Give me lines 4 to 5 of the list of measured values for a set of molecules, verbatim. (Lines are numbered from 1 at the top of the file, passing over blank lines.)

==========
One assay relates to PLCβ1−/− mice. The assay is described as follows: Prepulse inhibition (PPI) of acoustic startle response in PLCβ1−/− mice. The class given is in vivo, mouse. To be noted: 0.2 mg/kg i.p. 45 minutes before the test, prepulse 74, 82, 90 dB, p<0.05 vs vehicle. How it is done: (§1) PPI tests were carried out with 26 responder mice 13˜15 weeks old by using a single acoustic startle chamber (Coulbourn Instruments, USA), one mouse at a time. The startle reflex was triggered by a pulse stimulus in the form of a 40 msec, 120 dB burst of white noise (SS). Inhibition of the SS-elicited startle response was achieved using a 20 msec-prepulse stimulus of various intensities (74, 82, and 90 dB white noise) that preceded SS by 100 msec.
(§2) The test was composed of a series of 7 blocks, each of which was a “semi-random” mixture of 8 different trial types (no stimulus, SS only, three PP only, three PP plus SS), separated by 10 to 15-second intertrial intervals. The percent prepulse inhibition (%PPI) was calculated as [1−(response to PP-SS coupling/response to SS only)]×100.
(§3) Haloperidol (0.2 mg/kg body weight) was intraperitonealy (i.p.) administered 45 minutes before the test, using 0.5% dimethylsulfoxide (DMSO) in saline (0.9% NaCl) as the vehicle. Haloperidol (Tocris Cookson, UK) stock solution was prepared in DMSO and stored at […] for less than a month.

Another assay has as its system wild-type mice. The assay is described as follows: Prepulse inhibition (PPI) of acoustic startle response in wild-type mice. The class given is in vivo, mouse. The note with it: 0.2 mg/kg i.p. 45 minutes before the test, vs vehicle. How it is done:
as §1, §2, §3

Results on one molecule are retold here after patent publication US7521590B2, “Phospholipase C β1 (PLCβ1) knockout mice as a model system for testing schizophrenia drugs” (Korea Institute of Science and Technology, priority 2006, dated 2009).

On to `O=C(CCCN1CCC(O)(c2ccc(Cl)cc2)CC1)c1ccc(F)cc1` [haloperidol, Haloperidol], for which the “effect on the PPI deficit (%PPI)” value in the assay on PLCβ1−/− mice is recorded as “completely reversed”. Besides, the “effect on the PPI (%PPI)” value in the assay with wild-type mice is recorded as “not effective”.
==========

Another assay has as its system wild-type mice. The assay is described as follows: Prepulse inhibition (PPI) of acoustic startle response in wild-type mice. The class given is in vivo, mouse. The note with it: 0.2 mg/kg i.p. 45 minutes before the test, vs vehicle. How it is done:
as §1, §2, §3